LNG is principally used for transporting natural gas to markets, where it is regasified and distributed by pipeline as natural gas. The volume of natural gas can be reduced 600 times by reducing the temperature. LNG is natural gas that has been cooled to a liquid state at minus 260 degrees Fahrenheit. In its liquid state, natural gas can be transported by ship from gas-rich areas of the world to areas where demand exceeds supply. Natural gas plays a vital role in the U.S. energy supply. One of several supply options involves increasing imports of liquefied natural gas (LNG) to ensure that American consumers have adequate supplies of natural gas for the future.
We use natural gas to heat our homes, cook our food, and power our industries. Many electric power plants use clean-burning natural gas to ensure a reliable supply of electricity for our Nation. Currently, natural gas prices in the U.S. are very low. As a result, many domestic power plants are being built or modified to burn natural gas. Moreover, with worldwide demand and domestic supplies both increasing, several of the LNG import terminals in the U.S. have applied to build liquefaction facilities for export.
US LNG Plants
The first LNG export terminal built in the U.S. receives natural gas from production wells near Cook Inlet in southern Alaska. Natural gas is routed to the LNG plant in Kenai, Alaska, where it is liquefied and then exported, primarily to Japan. Recently, several other import terminals have sought approval to build liquefaction facilities for exporting LNG. Depending on gas supply and price differentials, these facilities will be able to import LNG when it is needed in the US and export LNG when the resulting economics dictate.
A domestic gas shortage in the 1970s led to the construction of several import terminals in the U.S. Four import terminals were constructed along the coast of Massachusetts, Maryland, Georgia, and Louisiana. Three of these plants were inactive for many years when both domestic production and imports from Canada increased. However declines in North American natural gas production resulted in the activation of all four plants. Subsequently, in recent years, five more land-based import terminals have gone into operation in Texas, Louisiana, Mississippi, and Puerto Rico. Several offshore unloading terminals have been put into operation as well.
Peak Shaving Plants
The gas shortage in the 1970s also drove the construction of many non-export liquefaction plants. These plants are commonly referred to as LNG peak-shaving plants. Pipeline operators liquefy natural gas when demand is low and store the LNG until demand is high. Storage is facilitated by the volume reduction accomplished through converting the natural gas to a liquid state. During periods of high demand, the LNG is vaporized and injected into either the gas transmission system or a distribution system. Some LNG plants are built similar in construction to peak-shaving plants but the LNG is used for vehicular fuel.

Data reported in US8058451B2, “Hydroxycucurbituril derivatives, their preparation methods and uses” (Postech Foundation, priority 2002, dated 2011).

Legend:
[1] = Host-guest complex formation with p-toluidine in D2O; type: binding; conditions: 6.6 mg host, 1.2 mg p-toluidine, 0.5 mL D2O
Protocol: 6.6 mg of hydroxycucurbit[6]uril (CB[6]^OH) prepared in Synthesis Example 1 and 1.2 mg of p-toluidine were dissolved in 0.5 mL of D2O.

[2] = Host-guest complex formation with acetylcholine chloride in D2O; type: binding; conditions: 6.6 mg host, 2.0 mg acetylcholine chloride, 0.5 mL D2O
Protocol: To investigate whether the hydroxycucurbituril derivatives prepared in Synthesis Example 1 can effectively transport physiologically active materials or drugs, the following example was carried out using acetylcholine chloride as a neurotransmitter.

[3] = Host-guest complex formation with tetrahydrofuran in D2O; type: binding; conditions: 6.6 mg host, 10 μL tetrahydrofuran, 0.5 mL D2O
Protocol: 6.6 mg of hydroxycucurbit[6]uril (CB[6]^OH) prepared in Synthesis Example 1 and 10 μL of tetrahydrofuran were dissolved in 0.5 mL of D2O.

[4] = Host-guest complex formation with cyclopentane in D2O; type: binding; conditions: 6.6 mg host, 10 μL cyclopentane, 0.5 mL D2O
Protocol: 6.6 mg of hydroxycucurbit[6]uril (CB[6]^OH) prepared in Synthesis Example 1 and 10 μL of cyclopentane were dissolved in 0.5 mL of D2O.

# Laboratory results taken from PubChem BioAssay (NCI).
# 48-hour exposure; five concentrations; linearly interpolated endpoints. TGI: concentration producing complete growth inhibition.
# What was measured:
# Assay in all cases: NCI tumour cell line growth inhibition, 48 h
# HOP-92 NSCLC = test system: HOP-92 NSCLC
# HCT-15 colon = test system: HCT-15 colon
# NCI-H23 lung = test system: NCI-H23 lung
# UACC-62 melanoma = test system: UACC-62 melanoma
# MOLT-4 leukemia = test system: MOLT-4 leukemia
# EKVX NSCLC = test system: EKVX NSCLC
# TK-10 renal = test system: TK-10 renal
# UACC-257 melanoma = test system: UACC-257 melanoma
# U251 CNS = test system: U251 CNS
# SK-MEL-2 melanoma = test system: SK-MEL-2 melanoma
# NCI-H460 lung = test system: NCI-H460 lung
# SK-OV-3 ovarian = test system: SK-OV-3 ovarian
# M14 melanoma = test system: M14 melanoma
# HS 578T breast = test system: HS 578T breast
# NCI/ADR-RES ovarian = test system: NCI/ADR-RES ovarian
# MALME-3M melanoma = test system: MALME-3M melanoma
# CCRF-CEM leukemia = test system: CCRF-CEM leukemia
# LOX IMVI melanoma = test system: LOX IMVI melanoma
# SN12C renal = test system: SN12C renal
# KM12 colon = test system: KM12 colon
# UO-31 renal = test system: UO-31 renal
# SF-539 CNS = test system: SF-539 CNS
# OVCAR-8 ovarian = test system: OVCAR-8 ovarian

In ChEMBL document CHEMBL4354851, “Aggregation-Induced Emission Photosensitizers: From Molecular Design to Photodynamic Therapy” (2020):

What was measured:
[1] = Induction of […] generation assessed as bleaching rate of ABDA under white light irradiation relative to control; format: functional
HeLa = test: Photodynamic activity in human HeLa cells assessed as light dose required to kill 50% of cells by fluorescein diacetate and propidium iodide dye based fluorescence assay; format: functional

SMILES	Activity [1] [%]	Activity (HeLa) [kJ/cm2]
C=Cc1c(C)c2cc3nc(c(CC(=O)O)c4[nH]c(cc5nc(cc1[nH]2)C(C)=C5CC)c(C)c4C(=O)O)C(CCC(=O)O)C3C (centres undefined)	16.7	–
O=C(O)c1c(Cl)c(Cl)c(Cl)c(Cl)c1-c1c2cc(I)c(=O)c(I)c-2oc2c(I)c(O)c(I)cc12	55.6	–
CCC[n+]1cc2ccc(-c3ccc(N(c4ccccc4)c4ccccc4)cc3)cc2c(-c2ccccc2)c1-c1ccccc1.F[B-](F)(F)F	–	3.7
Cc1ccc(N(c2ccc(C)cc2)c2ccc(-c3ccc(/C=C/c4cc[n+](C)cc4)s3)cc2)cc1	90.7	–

Satellite peak-shaving plants do not include process equipment to convert natural gas to LNG. Instead, trucks deliver LNG for storage on site. Satellite peak-shaving plants typically inject natural gas into distribution systems.
LNG peak-shaving plants typically have significantly less LNG storage capability than an import terminal, but are located at strategic locations in the pipeline system. Storage of LNG enables a reliable supply of natural gas in areas where pipeline capacity limitations and weather conditions may cause supply and demand discrepancies, notably in the northeastern United States. In other words, LNG storage can increase efficiency and reliability in supplying needed energy resources.
Siting LNG Plants - The location and purpose of the LNG plant determines the agencies involved in the decision process for siting the plant.
Safety Inspections of LNG Plants - Responsibilities for safety inspections of LNG plants are shared among FERC, PHMSA, the U.S. Coast Guard and state regulatory agencies.
LNG Plants Connected to Natural Gas Pipeline Systems - Follow this link for a map.